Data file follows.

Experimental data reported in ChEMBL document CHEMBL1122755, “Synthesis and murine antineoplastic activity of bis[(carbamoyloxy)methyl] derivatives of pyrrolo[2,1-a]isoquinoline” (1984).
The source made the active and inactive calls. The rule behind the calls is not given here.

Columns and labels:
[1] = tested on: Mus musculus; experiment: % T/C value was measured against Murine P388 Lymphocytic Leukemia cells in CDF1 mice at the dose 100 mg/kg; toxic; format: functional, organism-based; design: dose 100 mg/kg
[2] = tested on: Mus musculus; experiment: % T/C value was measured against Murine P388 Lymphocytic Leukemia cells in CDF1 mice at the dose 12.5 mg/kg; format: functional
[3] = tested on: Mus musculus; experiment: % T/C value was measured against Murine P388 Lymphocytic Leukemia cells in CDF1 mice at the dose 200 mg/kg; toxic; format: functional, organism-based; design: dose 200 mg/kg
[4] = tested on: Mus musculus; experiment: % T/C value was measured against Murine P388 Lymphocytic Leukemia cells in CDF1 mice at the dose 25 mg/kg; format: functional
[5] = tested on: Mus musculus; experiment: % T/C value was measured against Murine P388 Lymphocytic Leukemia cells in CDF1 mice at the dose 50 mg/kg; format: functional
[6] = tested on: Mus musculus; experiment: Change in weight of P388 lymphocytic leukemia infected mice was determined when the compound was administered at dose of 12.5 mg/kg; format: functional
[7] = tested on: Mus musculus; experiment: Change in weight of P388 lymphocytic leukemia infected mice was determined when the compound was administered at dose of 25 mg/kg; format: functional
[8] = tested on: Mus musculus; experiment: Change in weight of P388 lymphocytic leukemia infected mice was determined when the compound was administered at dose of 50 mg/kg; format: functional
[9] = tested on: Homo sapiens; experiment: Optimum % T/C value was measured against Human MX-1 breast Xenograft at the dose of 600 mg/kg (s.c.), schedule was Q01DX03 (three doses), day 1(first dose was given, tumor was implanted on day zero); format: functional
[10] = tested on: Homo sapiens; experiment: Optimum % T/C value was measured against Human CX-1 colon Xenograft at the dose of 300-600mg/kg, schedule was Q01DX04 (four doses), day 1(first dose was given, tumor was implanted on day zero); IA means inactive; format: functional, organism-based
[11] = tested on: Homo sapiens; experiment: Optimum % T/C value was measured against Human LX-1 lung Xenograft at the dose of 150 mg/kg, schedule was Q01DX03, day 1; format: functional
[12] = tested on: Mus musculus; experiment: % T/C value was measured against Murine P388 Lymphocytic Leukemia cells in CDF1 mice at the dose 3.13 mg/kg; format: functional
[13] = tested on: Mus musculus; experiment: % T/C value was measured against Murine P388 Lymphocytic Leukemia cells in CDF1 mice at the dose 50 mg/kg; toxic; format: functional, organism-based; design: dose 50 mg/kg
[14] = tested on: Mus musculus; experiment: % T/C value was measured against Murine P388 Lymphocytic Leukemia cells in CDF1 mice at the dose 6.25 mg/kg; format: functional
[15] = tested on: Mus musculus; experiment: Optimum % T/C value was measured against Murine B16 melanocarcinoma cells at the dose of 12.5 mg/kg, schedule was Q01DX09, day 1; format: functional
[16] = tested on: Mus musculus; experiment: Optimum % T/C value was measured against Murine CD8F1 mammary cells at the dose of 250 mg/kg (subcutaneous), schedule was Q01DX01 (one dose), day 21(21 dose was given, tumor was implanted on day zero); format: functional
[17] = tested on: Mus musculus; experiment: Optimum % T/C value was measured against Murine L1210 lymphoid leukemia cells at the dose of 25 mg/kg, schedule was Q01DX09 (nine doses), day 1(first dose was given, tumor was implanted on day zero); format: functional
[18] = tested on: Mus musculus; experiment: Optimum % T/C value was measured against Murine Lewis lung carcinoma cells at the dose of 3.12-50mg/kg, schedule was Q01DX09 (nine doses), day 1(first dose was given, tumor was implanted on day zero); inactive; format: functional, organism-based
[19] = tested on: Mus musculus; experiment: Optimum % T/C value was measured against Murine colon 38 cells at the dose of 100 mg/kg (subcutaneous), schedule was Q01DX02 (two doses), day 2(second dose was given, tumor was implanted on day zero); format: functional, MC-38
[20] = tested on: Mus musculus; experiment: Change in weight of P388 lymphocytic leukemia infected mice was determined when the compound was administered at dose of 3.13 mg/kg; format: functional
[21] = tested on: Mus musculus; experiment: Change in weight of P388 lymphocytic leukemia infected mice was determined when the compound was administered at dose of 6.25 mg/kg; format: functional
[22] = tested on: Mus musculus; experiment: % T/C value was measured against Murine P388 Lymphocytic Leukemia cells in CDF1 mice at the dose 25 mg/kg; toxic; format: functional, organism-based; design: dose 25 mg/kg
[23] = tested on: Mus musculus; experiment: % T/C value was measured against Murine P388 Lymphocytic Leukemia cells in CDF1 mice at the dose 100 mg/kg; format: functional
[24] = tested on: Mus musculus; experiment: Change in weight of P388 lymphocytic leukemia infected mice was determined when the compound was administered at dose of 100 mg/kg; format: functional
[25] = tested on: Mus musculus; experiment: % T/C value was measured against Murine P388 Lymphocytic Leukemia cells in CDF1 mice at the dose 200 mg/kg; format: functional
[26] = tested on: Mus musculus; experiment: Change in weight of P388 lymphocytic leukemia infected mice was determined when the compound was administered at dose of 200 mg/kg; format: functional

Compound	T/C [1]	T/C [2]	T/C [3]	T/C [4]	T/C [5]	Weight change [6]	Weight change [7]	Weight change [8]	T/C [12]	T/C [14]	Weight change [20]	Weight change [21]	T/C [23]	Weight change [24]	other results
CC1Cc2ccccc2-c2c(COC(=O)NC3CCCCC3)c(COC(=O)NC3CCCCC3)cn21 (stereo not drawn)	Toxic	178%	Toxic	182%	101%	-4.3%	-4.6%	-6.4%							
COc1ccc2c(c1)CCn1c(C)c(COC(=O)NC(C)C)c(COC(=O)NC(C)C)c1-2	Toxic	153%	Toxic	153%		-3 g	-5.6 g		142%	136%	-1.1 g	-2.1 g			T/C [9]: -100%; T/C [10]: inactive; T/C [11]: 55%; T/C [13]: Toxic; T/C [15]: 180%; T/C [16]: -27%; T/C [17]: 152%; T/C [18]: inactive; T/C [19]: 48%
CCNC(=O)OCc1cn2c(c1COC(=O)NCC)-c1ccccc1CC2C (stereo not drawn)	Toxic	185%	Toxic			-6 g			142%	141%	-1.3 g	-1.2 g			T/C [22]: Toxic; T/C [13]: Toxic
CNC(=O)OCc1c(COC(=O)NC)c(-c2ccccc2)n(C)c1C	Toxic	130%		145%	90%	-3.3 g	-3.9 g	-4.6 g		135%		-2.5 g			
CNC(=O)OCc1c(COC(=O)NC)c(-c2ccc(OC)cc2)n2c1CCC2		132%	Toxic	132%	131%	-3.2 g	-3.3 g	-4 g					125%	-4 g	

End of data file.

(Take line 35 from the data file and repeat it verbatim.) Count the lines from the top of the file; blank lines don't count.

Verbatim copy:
CNC(=O)OCc1c(COC(=O)NC)c(-c2ccc(OC)cc2)n2c1CCC2		132%	Toxic	132%	131%	-3.2 g	-3.3 g	-4 g					125%	-4 g	